a guide base having an upper surface which connects to a the bottom of a magazine inserted into said handgun, and first and second diverging lateral surfaces extending below said magazine open to receive a flashlight, and which define a pointing axis for the flashlight, said guide base being connected to said magazine to establish a relationship between said flashlight pointing axis and said handgun pointing axis, said guide base being arranged to engage a top portion of said flashlight.
22. The flashlight guide assembly according to
This application is based on a provisional patent application filed on May 17, 2001 having Ser. No. 60/292,274 by the same inventor and having a title of “LIGHT GUIDE FOR TOOLS AND FIREARMS”. A related application by the same inventor, AJL-1, based upon a provisional application also filed on May 17, 2001, U.S. Ser. No. 60/291,693, is directed to “ERGONOMIC FINGER GRIP ENHANCERS FOR MOUNTING ON FIREARMS, SPORTING IMPLEMENTS OR HAND TOOLS”.
(A) Field of the Invention
This invention relates to a flashlight guide used with firearms, hand tools and the like and more particularly, but not by way of limitation, to a flashlight guide for mounting on the bottom of a handgun grip, on the bottom of a magazine received in the handgun or on a hand tool. The flashlight guide is adapted for resting on top of a portion of a flashlight for aligning a flashlight beam relative to a line of sight of the handgun or tool when pointing toward a target or work piece, so that the beam and line of sight intersect at a predetermined range.
(B) Discussion of Prior Art
In the United States, there are a number of manufacturers making flashlight systems having an adapter for permanently attaching a flashlight to a bottom of a grip of a handgun, a rifle, a shotgun and the like. The adapters provide light systems for firearms used by law enforcement, home security and sportsmen. Certain prior art flashlight adapters require special holsters for specific models of firearms.
A number of U.S. patents have issued which disclose light holders for firearms and the like. For example, U.S. Pat. No. 1,826,004 discloses a flashlight having a barrel rest between the light portion and the battery case. The barrel portion includes a setscrew and shims, but does not discuss their use in adjusting the orientation of the flashlight relative to the barrel.
U.S. Pat. No. 2,209,524 discloses a flashlight having a barrel rest that is adjustable vertically and horizontally, using a pair of setscrews. Optical means are disclosed for providing a light beam in which the central portion is rendered more visible.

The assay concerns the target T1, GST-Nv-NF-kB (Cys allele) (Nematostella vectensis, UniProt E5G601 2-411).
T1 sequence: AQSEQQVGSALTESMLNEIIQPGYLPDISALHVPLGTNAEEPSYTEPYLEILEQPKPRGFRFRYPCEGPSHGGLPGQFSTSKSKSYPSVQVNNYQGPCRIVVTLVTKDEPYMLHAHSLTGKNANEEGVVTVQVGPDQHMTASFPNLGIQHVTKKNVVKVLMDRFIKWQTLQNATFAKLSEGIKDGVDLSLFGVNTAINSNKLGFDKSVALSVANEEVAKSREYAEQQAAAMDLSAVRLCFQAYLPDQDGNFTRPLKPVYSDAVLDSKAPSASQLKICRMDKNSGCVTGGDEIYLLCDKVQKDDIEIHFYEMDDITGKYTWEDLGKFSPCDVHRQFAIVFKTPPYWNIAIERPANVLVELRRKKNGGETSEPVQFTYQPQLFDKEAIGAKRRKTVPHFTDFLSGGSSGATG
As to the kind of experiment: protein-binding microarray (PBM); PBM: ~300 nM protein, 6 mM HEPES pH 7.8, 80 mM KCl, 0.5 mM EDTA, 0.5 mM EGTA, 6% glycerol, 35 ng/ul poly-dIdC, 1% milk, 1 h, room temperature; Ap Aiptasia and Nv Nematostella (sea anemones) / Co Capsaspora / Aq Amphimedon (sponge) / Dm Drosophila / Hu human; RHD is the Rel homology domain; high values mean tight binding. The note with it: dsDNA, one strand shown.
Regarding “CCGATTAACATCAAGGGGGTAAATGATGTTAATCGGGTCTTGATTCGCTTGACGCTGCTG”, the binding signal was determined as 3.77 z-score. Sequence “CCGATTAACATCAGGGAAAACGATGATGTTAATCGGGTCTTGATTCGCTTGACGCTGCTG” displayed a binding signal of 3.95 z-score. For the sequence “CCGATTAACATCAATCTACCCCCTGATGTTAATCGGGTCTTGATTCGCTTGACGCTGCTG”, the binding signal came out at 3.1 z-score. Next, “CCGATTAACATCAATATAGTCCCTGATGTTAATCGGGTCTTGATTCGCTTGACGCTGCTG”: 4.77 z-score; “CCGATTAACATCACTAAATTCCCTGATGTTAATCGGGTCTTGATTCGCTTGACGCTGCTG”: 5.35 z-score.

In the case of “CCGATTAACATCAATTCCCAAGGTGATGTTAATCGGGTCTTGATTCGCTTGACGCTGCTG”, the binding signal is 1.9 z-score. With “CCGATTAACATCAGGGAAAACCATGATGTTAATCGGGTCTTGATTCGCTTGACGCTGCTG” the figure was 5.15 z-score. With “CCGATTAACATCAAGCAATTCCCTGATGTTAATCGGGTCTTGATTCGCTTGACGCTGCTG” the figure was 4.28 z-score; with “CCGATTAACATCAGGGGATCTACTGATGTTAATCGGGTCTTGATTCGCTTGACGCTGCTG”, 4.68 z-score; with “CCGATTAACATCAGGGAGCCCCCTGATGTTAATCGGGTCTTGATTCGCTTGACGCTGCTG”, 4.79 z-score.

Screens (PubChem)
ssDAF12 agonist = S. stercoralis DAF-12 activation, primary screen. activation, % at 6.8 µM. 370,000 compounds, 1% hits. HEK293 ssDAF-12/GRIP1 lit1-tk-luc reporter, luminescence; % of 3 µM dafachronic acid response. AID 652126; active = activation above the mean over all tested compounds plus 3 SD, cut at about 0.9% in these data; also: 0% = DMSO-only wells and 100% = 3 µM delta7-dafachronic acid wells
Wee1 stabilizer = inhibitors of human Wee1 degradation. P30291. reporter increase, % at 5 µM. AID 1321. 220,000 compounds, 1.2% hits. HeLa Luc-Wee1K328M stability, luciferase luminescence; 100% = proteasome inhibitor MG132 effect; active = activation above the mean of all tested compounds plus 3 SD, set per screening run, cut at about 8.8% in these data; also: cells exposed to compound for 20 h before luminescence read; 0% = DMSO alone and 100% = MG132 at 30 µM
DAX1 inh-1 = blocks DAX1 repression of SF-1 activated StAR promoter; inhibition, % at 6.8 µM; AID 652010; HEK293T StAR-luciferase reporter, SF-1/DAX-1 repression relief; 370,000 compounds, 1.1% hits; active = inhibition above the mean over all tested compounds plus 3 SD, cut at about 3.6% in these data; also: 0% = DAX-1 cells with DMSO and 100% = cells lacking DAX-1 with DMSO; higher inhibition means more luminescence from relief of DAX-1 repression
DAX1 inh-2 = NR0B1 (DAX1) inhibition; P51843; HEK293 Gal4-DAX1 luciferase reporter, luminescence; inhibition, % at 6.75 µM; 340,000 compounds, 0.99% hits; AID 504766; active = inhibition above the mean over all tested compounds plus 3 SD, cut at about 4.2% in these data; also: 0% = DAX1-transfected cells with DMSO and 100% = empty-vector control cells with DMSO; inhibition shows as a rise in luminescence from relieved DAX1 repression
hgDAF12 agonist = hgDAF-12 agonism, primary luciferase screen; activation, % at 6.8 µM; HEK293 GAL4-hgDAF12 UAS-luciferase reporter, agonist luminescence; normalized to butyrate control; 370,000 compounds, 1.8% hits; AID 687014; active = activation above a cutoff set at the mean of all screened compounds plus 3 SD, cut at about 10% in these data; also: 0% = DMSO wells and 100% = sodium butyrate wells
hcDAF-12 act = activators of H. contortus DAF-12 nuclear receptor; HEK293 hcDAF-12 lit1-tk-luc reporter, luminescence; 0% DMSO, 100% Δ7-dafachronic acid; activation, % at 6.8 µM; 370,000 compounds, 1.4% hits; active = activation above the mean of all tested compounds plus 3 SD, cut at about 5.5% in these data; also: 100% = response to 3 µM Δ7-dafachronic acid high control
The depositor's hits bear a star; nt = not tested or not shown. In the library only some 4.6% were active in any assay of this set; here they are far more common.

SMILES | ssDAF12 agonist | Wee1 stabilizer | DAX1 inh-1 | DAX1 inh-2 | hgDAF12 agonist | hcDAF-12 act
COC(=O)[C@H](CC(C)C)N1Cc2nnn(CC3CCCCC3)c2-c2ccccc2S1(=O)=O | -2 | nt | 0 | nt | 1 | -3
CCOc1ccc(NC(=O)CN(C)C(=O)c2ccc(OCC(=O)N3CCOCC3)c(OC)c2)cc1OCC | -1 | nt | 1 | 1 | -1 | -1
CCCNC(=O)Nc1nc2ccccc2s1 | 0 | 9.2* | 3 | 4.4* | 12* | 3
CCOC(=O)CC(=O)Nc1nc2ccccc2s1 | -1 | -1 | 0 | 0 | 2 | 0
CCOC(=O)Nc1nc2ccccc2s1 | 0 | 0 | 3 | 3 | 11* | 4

U.S. Pat. No. 4,758,933 discloses handguns and shotguns including grooves to seat a cylindrical flashlight barrel by hand to aim in the same direction as the firearm.
U.S. Pat. No. 5,816,683 discloses a flashlight adapter which allows a flashlight to slide onto the bottom of the handle of a semiautomatic pisol. The flashlight and barrel axes are substantially parallel, but there appear to be no means for adjusting the angle of the light beam relative to the barrel.
U.S. Pat. No. 3,106,348 discloses a bracket system for detachably mounting a flashlight on a hand supported firearm (e.g., the handle of a revolver) so that the flashlight is supported beneath the firearm and substantially parallel to the axis of the barrel to illuminate an area toward which the firearm is pointed. No means for adjustment of the flashlight relative to the barrel axis are disclosed.
U.S. Pat. No. 4,697,226 discloses a light mount for firearms, particularly shotguns, to selectively place a beam of light at the approximate point of impact from the firearm. The flashlight is shown as mounted atop the shotgun barrel with devices including a tubular housing, a spring housing and a base member. No means are apparently provided for adjustment of the light beam relative to the barrel. Remote switching means for the flashlight are disclosed.
U.S. Pat. No. 5,167,446 discloses a handgun grip accessory for attachment to the tubular casing of a flashlight to enable the user to hold the flashlight while at the same time aiming the attached handgun (using a two-handed grip) at an object illuminated by the flashlight. No means are apparently provided for adjusting the light beam relative to the handgun barrel. A finger-actuated switch for the flashlight is disclosed.
U.S. Pat. No. 5,560,703 discloses a mounting device for removably mounting a flashlight on a handgun, using a combination of brackets and an elastic band surrounding the handgun grip. The brackets are said to hold the flashlight in desired alignment with the barrel of the gun, but there is apparently no provision for adjustment of this alignment. The attachment system is said to avoid problems associated with the fitting of the handgun into a holster. Remote switching for the flashlight is disclosed.